Being your own boss can be advantageous in many ways.
You need not ask for permission to skip work to catch your favourite football match. You may enjoy the freedom and flexibility of being your own boss. Above all, you are completely independent and fully responsible for your own financial well-being.
However, being self-employed is not a bed of roses. One of the biggest disadvantages is the need to plan for retirement entirely on your own. You are solely responsible of achieving the quality of life you desire post employment.
The sooner you start saving for it, the better it is.
Financial trap you might fall into
One of the biggest mistakes self-employed individuals make is not planning adequately for their retirement. When you are self-employed, it can be difficult to set money aside.
You often use those funds to keep the business going if it does not turn out as you expected or when clients lag on payments. If you are a novice entrepreneur, you could be focusing on start-up costs and put retirement last on the list.
You may even rationalise not saving for retirement with the dream that ultimately you will sell your business and live off that proceeds in your old age.
Private Pension Administrator Malaysia (PPA) suggests that you should aim to save one-third of your monthly income for retirement in order to adequately sustain your standard of living once you stop working.
Find out how are you doing compared to other fellow self-employed persons out there:
62.8% of self-employed Malaysians surveyed said that they wish they were saving more for retirement.
Which side are you in?
61.5% of the self-employed persons surveyed save less than one third of their annual income for retirement.
Which side are you in?
Here’s a few benefits of Private Retirement Scheme (PRS) for the Self-Employed
Annualized Returns of Top Performing PRS Funds
If you are self-employed or a busy small business owner, you are busy—crazy busy, probably—but retirement savings must be a priority.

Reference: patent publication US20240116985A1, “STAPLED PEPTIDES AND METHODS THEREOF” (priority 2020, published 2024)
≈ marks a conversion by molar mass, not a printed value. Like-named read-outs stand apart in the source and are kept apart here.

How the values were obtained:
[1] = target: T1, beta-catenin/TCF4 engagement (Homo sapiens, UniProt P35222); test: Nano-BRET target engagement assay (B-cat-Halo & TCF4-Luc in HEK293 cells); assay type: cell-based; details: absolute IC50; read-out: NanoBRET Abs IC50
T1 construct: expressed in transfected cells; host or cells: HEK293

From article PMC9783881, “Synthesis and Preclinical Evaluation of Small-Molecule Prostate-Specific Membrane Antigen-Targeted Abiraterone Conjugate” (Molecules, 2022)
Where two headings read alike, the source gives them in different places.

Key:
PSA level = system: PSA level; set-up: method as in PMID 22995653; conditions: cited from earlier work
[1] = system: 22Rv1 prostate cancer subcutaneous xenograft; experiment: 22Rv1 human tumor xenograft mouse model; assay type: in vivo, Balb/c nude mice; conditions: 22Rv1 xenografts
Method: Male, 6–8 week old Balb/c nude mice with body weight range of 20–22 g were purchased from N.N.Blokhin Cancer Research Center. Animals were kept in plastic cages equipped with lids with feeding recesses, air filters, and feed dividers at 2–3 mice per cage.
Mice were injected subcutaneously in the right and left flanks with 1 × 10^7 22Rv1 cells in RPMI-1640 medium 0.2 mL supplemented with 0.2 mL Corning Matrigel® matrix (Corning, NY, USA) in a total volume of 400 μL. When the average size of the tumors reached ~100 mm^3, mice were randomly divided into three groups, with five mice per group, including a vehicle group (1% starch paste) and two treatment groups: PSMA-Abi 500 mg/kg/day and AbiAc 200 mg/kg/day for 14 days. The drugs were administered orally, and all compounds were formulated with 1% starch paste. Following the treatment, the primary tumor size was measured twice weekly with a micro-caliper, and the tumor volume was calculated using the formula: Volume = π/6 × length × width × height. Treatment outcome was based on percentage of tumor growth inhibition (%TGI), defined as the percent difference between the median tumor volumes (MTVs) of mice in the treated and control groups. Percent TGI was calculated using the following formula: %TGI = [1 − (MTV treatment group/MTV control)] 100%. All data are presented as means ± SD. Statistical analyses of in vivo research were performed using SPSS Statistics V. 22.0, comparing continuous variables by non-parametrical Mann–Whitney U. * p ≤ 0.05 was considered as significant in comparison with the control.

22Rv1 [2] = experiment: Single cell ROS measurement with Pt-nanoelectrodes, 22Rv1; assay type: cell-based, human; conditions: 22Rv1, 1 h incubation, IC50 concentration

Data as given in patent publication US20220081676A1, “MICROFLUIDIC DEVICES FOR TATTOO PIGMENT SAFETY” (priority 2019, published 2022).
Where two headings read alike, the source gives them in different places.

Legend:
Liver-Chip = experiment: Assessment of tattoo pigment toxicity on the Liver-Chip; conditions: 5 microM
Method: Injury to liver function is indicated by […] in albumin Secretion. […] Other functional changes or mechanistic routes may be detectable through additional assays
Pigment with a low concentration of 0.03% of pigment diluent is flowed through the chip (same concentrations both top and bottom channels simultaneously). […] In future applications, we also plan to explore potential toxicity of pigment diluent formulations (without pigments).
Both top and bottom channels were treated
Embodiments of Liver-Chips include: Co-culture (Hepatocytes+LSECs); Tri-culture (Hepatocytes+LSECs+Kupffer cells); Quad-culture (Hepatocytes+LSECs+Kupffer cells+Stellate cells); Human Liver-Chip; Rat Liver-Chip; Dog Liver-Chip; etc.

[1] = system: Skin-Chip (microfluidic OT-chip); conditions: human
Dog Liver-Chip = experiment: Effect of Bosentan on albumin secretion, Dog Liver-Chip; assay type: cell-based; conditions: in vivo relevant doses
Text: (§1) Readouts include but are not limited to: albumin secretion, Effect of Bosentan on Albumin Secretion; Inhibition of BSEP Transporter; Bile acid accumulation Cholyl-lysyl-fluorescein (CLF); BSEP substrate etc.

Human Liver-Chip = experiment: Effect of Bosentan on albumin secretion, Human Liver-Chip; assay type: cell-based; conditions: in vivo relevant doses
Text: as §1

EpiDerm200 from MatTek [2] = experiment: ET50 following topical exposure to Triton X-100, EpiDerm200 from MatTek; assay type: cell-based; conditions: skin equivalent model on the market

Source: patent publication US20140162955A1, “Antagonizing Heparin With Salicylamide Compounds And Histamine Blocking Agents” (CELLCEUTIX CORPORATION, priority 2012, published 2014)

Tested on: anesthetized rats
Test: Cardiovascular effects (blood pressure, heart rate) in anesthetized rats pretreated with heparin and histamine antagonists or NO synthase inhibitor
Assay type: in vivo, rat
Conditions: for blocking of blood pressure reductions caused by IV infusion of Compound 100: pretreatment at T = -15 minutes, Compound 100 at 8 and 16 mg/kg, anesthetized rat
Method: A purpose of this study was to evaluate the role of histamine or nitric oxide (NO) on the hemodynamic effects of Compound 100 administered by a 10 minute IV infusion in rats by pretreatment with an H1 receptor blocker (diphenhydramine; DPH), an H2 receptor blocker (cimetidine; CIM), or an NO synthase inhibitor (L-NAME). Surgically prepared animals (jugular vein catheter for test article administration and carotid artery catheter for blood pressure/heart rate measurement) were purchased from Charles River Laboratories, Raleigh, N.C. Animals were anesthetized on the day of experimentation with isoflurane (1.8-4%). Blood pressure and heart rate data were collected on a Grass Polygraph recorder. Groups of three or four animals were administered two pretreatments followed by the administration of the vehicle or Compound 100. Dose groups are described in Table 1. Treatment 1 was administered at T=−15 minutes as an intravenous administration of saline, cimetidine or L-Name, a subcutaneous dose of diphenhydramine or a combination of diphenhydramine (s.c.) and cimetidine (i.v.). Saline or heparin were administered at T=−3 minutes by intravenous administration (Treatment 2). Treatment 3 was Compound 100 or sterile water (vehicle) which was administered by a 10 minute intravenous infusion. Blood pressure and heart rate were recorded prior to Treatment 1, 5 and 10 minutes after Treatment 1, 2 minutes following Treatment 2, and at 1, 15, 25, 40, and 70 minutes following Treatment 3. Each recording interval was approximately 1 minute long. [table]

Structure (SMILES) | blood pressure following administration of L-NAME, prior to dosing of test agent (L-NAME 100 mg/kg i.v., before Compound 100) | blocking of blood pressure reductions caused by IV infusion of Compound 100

While it can be challenging to save for retirement while running a business, you should try to carve out some time - and cash - to focus on achieving a sense of financial freedom.
Having the ability to set your own career path and call your own shots doesn’t mean that you can neglect your retirement.
PRS gives you the advantage to start small, it is flexible enough for you to decide how much and how frequently you would like to save.
If putting aside one-third of your annual income for retirement is a stretch, start with a smaller amount and gradually work towards the recommended target.
PRS is the only saving scheme in Malaysia with Nomination feature to ensure loved ones of nominees receive intended gift hassle-free in the event of an untimely demise. This nomination supersedes all wills.
If there is a need for pre-retirement withdrawals, PRS members can do so without tax penalty from sub-account B, which holds 30% of the savings, for the purposes of housing and healthcare. This extends to medical expenses incurred by immediate family members too.
Besides PRS members who reached the retirement age of 55 or suffer from permanent total disability, serious disease or mental disability can withdraw the full sum of their PRS savings without tax penalty.
Being self-employed can be exciting, scary, and rewarding all at once, but it also places the onus of building a retirement nest squarely on the individual.